I purchased this Widdicomb vanity for $20 at a garage sale. I was going to paint it "Shabby Chic" until I realized the furniture brand name and the age of the piece. I will not ruin this antique piece of furniture by painting it "Shabby Chic". It has all 4 drawers and missing 2 knobs. It does need some TLC since the left side of the vanity is missing some of the veneer (?). I was going to restore it but then thought about selling it as is.... However, I want to make sure of the value before I make a decision. It has a date stamped behind one of the drawers as Aug 1925. What would be the approximate value in its current state? If I sell this vanity it would be through Craigslist. Thanks for your help.
Answer Terry - The date of 1925 looks like a good date for this piece given the style and the logo. That logo with minor variations was used from 1903 to 1937. However, that date also means this piece is not an antique. It is "vintage." It was factory made and mass produced and in its current condition with missing veneer, missing hardware and serious wear and tear it would sell at auction for about what you paid for it. You certainly won't lose any value by customizing it. The rule of thumb in most 20th century furniture is that well done repair, refinish and restoration will improve both the appearance and current market value.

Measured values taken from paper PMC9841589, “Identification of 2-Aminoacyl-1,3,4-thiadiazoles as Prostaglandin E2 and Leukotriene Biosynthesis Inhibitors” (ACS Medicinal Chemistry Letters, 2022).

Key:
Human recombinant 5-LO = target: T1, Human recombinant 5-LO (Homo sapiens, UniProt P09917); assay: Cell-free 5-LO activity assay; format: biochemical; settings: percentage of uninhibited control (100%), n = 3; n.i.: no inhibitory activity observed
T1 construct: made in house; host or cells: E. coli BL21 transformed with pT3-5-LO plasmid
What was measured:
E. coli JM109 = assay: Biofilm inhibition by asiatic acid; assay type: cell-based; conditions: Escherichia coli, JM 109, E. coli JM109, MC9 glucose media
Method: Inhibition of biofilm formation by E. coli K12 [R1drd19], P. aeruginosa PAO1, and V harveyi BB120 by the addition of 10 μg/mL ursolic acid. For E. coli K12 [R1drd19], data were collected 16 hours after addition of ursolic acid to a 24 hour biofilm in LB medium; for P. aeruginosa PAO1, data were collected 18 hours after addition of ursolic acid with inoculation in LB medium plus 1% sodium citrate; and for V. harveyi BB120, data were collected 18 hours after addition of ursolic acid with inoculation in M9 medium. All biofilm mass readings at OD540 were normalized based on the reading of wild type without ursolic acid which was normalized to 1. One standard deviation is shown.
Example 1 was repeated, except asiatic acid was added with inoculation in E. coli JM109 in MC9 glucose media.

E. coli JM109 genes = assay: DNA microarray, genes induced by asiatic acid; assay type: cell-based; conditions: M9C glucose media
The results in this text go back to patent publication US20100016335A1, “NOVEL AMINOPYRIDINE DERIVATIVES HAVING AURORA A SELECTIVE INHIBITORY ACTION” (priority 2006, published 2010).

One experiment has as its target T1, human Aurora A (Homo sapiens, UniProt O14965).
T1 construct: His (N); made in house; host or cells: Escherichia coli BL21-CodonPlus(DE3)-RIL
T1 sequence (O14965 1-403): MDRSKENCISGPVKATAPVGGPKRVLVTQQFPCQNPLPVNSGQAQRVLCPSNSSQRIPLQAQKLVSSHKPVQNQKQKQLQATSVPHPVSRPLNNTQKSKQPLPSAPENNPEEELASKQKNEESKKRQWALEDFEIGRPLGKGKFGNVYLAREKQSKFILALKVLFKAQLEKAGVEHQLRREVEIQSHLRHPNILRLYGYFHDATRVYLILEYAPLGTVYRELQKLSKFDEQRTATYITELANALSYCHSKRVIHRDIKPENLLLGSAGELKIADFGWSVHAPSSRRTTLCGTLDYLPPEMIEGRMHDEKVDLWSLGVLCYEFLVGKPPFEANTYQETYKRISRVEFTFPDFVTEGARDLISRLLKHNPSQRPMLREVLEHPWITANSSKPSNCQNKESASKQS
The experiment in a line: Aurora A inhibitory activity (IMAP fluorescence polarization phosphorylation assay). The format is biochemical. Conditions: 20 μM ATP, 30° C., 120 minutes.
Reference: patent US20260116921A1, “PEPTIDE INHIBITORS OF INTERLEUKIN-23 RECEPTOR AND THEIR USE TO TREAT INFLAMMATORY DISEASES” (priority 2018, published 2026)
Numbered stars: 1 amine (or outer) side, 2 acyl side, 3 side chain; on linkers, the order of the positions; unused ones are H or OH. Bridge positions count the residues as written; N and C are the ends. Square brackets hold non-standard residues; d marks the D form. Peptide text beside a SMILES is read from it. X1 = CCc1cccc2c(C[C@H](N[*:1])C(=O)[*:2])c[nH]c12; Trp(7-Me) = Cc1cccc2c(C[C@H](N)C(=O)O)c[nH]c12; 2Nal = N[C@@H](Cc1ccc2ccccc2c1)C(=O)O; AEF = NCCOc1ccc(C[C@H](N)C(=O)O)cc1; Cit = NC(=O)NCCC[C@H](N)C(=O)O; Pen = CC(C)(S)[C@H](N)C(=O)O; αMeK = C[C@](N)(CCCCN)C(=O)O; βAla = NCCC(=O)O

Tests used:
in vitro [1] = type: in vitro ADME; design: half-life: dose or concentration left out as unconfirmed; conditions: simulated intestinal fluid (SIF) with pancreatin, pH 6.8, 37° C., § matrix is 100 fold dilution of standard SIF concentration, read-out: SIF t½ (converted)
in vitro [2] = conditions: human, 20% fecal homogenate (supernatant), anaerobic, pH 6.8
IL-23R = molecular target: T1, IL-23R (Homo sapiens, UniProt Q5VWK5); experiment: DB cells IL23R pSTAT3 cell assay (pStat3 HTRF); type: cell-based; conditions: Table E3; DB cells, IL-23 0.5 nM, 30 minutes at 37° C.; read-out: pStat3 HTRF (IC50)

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Thank you for the response.I feel much better now restoring it and painting it. Your expedient answer was prompt and clear.
I will attempt to answer questions about American antique furniture, including construction details, style, period, manufacturers, care, repair and storage. I do not have any background in appliances, musical instruments, sewing machines, trunks, lighting, clocks or children's and baby furniture and will not respond to questions about those items.
I ran an antique furniture restoration business for twenty years. I am a nationally syndicated columnist on the subject of antique furniture for such publications as Antique Week and New England Antiques Journal. I have produced one video on the subject of furniture identification and my book "HOW TO BE A FURNITURE DETECTIVE" is now available.I have also published articles in Antique Trader, Chicago Art Deco Society, Northeast Magazine, Victorian Decorating and Lifestyles, Professional Refinishing, Antiques and Art Around Florida and Antique Shoppe. You can visit my website at www.furnituredetective.com
Education/Credentials BSBA Finance, University of Florida, MBA Finance, University of Florida